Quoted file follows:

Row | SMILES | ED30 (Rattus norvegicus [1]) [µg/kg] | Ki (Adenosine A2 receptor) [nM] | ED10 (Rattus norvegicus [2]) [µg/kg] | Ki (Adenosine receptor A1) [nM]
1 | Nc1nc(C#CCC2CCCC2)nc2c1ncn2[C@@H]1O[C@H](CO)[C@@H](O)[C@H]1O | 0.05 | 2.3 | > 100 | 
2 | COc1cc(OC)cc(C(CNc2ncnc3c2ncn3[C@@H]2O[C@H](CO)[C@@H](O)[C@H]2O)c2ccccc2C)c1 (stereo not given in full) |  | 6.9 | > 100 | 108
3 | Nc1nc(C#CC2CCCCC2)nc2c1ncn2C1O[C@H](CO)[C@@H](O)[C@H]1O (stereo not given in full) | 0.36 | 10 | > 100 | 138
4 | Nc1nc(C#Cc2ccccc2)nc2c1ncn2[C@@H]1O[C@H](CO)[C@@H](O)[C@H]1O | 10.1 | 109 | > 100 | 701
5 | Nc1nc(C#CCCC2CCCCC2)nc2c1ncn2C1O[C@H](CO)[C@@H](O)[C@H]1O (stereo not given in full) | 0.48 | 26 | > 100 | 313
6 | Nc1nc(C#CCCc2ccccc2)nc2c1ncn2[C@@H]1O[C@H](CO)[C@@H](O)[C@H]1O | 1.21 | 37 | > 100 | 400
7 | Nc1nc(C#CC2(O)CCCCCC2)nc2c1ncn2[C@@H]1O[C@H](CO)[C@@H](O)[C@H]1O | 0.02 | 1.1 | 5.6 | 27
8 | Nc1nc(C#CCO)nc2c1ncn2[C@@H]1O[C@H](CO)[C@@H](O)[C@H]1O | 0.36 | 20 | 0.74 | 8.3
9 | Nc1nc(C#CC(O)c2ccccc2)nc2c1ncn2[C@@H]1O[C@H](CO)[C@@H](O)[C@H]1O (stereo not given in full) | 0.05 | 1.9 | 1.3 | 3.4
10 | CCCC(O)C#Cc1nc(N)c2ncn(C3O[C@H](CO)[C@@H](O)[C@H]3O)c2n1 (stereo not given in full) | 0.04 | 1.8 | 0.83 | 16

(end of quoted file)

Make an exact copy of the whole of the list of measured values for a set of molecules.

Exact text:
Row | SMILES | ED30 (Rattus norvegicus [1]) [µg/kg] | Ki (Adenosine A2 receptor) [nM] | ED10 (Rattus norvegicus [2]) [µg/kg] | Ki (Adenosine receptor A1) [nM]
1 | Nc1nc(C#CCC2CCCC2)nc2c1ncn2[C@@H]1O[C@H](CO)[C@@H](O)[C@H]1O | 0.05 | 2.3 | > 100 | 
2 | COc1cc(OC)cc(C(CNc2ncnc3c2ncn3[C@@H]2O[C@H](CO)[C@@H](O)[C@H]2O)c2ccccc2C)c1 (stereo not given in full) |  | 6.9 | > 100 | 108
3 | Nc1nc(C#CC2CCCCC2)nc2c1ncn2C1O[C@H](CO)[C@@H](O)[C@H]1O (stereo not given in full) | 0.36 | 10 | > 100 | 138
4 | Nc1nc(C#Cc2ccccc2)nc2c1ncn2[C@@H]1O[C@H](CO)[C@@H](O)[C@H]1O | 10.1 | 109 | > 100 | 701
5 | Nc1nc(C#CCCC2CCCCC2)nc2c1ncn2C1O[C@H](CO)[C@@H](O)[C@H]1O (stereo not given in full) | 0.48 | 26 | > 100 | 313
6 | Nc1nc(C#CCCc2ccccc2)nc2c1ncn2[C@@H]1O[C@H](CO)[C@@H](O)[C@H]1O | 1.21 | 37 | > 100 | 400
7 | Nc1nc(C#CC2(O)CCCCCC2)nc2c1ncn2[C@@H]1O[C@H](CO)[C@@H](O)[C@H]1O | 0.02 | 1.1 | 5.6 | 27
8 | Nc1nc(C#CCO)nc2c1ncn2[C@@H]1O[C@H](CO)[C@@H](O)[C@H]1O | 0.36 | 20 | 0.74 | 8.3
9 | Nc1nc(C#CC(O)c2ccccc2)nc2c1ncn2[C@@H]1O[C@H](CO)[C@@H](O)[C@H]1O (stereo not given in full) | 0.05 | 1.9 | 1.3 | 3.4
10 | CCCC(O)C#Cc1nc(N)c2ncn(C3O[C@H](CO)[C@@H](O)[C@H]3O)c2n1 (stereo not given in full) | 0.04 | 1.8 | 0.83 | 16